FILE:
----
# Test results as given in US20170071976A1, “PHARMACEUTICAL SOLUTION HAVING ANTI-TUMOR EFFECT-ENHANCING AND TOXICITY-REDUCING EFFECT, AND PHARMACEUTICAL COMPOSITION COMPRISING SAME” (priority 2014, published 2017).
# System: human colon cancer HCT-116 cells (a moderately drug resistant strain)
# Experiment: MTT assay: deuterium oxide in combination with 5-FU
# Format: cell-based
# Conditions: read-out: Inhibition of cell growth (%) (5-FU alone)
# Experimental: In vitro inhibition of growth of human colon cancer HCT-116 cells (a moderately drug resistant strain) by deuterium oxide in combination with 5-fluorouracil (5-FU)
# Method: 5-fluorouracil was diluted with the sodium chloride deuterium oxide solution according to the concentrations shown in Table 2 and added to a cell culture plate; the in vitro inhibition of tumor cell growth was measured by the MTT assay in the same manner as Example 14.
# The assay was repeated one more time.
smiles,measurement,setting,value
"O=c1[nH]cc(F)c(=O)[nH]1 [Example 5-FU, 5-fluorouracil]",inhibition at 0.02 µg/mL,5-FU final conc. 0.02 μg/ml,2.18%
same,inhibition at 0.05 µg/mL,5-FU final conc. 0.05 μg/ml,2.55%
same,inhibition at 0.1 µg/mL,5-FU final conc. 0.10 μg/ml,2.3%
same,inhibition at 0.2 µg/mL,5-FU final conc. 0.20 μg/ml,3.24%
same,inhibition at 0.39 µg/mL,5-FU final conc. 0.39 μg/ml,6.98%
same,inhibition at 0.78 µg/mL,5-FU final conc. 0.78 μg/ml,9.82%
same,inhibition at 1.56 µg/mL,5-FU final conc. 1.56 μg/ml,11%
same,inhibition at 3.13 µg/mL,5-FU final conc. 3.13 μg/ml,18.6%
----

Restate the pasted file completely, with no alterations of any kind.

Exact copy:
# Test results as given in US20170071976A1, “PHARMACEUTICAL SOLUTION HAVING ANTI-TUMOR EFFECT-ENHANCING AND TOXICITY-REDUCING EFFECT, AND PHARMACEUTICAL COMPOSITION COMPRISING SAME” (priority 2014, published 2017).
# System: human colon cancer HCT-116 cells (a moderately drug resistant strain)
# Experiment: MTT assay: deuterium oxide in combination with 5-FU
# Format: cell-based
# Conditions: read-out: Inhibition of cell growth (%) (5-FU alone)
# Experimental: In vitro inhibition of growth of human colon cancer HCT-116 cells (a moderately drug resistant strain) by deuterium oxide in combination with 5-fluorouracil (5-FU)
# Method: 5-fluorouracil was diluted with the sodium chloride deuterium oxide solution according to the concentrations shown in Table 2 and added to a cell culture plate; the in vitro inhibition of tumor cell growth was measured by the MTT assay in the same manner as Example 14.
# The assay was repeated one more time.
smiles,measurement,setting,value
"O=c1[nH]cc(F)c(=O)[nH]1 [Example 5-FU, 5-fluorouracil]",inhibition at 0.02 µg/mL,5-FU final conc. 0.02 μg/ml,2.18%
same,inhibition at 0.05 µg/mL,5-FU final conc. 0.05 μg/ml,2.55%
same,inhibition at 0.1 µg/mL,5-FU final conc. 0.10 μg/ml,2.3%
same,inhibition at 0.2 µg/mL,5-FU final conc. 0.20 μg/ml,3.24%
same,inhibition at 0.39 µg/mL,5-FU final conc. 0.39 μg/ml,6.98%
same,inhibition at 0.78 µg/mL,5-FU final conc. 0.78 μg/ml,9.82%
same,inhibition at 1.56 µg/mL,5-FU final conc. 1.56 μg/ml,11%
same,inhibition at 3.13 µg/mL,5-FU final conc. 3.13 μg/ml,18.6%